In teaching classical works of ethics – say, Cicero’s On Duties -- one of the most difficult things to explain is the idea of the fitting.  Our ancestors considered it obvious to any decent mind that some things are rationally appropriate to a given situation, and others are not.  Instead, we take notions of what is fitting to be nothing but “manners.”

It’s even difficult to explain the difference between the two views, because today the term “manners” is also misunderstood.  To us it refers to arbitrary conventions which do nothing but infringe on our liberty.  We tell ourselves that the Chinese have one kind of manners, the Canadians another, and the Hottentots another still – just what we tell ourselves about morality.  The fact that universal ideas of courtesy and gratitude underlie all these differences is lost on us.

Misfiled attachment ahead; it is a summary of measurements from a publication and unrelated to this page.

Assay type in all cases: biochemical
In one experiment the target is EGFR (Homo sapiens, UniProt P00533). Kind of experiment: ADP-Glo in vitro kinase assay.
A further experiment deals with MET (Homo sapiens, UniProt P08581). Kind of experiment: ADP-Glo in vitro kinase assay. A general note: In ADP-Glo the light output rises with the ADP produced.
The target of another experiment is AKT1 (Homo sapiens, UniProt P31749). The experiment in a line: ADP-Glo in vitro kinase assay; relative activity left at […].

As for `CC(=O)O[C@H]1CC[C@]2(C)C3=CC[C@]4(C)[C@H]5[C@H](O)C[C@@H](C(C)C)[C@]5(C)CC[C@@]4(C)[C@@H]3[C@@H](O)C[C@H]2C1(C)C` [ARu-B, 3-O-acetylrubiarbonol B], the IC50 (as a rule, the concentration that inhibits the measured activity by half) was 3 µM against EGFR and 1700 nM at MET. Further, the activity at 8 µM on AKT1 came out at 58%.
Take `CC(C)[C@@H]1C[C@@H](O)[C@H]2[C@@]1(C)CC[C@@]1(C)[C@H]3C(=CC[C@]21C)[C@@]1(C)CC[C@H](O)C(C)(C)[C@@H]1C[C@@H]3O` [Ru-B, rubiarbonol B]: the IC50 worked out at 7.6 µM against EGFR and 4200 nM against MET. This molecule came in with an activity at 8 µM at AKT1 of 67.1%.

Chip by chip, like mosaics, all these obvious, forgotten things must be restored.